7. Next_Trucker

    Next_Trucker Member

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    ok so I should start with a business plan first or what should I start with first
     
  8. Ronsii

    Ronsii Senior Member

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    1. Get CDL
    2. Drive truck
    3. To be determined
     
  9. Next_Trucker

    Next_Trucker Member

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    its either dumo truck or a car hauler I think that would be cheaper to do
     
  10. crane operator

    crane operator Senior Member

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    Its hard to give you a set out plan- because we really don't know your full circumstances. If you are just getting out of school, no experience, no contacts, just see dump trucks driving on the road and think "that's cool- I could do that", you've got a ways to go to have your own.

    You've got to get your CDL. Go get the book, take all the written tests, go drive. Use a school if you have to. Lots of over the road company's offer a school, training/driving schedule (team driving), in return for a year or two contract.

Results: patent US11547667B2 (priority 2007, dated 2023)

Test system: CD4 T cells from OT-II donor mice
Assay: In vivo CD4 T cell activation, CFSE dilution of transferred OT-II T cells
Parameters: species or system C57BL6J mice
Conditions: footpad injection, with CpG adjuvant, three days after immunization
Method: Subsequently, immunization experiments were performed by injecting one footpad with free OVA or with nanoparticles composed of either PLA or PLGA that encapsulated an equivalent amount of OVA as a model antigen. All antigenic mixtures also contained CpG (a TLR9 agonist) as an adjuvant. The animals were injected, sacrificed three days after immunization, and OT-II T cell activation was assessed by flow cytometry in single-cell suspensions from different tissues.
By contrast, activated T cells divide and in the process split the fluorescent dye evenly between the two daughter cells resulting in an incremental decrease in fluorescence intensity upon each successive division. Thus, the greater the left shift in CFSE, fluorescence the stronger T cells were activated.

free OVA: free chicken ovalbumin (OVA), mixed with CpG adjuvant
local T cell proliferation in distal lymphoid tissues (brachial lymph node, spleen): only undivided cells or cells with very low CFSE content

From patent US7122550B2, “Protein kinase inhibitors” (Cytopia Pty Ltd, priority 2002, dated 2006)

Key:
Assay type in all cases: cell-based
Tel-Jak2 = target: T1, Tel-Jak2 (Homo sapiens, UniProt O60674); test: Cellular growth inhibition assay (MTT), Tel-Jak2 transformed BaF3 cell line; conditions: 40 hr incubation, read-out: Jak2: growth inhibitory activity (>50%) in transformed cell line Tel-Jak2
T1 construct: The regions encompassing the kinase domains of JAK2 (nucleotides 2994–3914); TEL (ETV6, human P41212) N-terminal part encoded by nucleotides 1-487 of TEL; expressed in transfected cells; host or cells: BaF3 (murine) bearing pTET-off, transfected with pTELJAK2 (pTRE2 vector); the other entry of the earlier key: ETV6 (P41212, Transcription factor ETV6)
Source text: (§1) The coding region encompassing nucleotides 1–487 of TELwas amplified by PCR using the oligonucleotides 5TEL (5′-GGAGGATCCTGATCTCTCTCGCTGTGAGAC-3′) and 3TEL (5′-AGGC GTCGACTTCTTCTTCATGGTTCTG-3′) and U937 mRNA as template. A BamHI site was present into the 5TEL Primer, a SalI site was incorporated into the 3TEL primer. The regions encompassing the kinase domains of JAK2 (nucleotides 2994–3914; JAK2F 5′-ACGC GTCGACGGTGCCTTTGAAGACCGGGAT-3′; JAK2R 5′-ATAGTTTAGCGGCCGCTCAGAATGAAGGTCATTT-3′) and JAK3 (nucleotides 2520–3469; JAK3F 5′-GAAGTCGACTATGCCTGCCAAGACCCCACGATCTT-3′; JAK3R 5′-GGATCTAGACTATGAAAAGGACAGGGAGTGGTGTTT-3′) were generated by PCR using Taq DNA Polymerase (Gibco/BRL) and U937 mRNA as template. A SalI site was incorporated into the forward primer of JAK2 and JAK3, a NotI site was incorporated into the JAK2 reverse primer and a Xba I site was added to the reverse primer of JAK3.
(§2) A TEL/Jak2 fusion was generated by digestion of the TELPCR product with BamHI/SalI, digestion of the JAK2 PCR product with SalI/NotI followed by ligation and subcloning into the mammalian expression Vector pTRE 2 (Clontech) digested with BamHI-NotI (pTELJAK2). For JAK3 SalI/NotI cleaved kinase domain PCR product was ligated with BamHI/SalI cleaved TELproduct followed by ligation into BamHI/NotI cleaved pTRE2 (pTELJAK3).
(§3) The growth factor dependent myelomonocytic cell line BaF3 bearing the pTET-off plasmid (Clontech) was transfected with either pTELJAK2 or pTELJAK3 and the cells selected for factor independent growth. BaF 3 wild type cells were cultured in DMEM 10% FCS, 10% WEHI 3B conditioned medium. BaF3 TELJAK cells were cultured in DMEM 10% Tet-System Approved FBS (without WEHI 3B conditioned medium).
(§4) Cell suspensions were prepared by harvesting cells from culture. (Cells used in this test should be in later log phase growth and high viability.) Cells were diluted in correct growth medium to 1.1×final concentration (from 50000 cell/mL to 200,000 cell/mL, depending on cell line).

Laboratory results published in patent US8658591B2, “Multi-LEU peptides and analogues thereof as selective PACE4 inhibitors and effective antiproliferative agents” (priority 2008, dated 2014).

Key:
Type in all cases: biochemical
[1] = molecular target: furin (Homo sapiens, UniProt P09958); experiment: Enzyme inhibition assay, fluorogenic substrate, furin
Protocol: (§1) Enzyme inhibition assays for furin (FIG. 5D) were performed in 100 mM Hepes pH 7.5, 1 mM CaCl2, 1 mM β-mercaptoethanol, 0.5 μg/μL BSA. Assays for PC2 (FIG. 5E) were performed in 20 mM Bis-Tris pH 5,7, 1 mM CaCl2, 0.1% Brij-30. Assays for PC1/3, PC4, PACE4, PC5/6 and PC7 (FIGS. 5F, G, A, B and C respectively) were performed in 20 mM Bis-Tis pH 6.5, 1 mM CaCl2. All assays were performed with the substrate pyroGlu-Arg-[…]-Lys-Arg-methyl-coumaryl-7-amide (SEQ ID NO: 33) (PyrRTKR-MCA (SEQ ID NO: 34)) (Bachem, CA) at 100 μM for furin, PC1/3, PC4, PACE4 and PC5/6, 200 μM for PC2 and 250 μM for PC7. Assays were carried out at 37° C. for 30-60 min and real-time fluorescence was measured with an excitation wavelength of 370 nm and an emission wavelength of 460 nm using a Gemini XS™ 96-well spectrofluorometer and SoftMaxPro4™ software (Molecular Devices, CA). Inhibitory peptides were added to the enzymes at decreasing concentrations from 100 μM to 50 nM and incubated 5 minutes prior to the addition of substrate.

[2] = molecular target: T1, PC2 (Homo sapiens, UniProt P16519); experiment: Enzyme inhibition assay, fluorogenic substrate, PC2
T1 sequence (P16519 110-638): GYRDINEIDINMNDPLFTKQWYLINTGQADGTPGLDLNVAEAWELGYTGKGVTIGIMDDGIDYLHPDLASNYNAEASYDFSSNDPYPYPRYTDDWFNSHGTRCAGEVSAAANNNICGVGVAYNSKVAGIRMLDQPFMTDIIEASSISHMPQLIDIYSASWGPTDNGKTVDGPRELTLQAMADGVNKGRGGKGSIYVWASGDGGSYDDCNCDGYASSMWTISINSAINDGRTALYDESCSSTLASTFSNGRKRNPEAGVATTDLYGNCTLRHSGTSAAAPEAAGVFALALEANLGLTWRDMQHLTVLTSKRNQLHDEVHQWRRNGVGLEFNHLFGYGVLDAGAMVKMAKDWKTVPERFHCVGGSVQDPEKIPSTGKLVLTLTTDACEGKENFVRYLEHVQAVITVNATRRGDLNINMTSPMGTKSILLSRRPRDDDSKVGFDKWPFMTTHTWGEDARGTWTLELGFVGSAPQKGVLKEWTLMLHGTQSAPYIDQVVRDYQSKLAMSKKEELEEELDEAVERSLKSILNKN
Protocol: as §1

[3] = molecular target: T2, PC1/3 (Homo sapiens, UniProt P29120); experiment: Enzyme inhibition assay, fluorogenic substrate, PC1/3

Go work for a dump truck company. You'll learn what the business is like, you'll get some contacts, and find out if it's what you really want to do, without investing a bunch of $ in a truck.
    You're not going to find a company very quickly, to just throw you in their dump truck, and say "good luck", with no experience. A driving school, and a over the road training of a year or two might be in your future.

    I've bought and sold a few dump trucks, its a tough way to make a living. Rates aren't great in my area, the quarries have their own delivery trucks, so you get to compete with your wholesaler. The dump trucks get used hard, in not great conditions, so the repairs add up. The dirt contractors by me that have their own trucks, tell me they don't make any $ with them, it instead makes it so they have their deliveries in their own control.

    The better $ in trucking is generally on the road, but you end up being gone all the time (every night).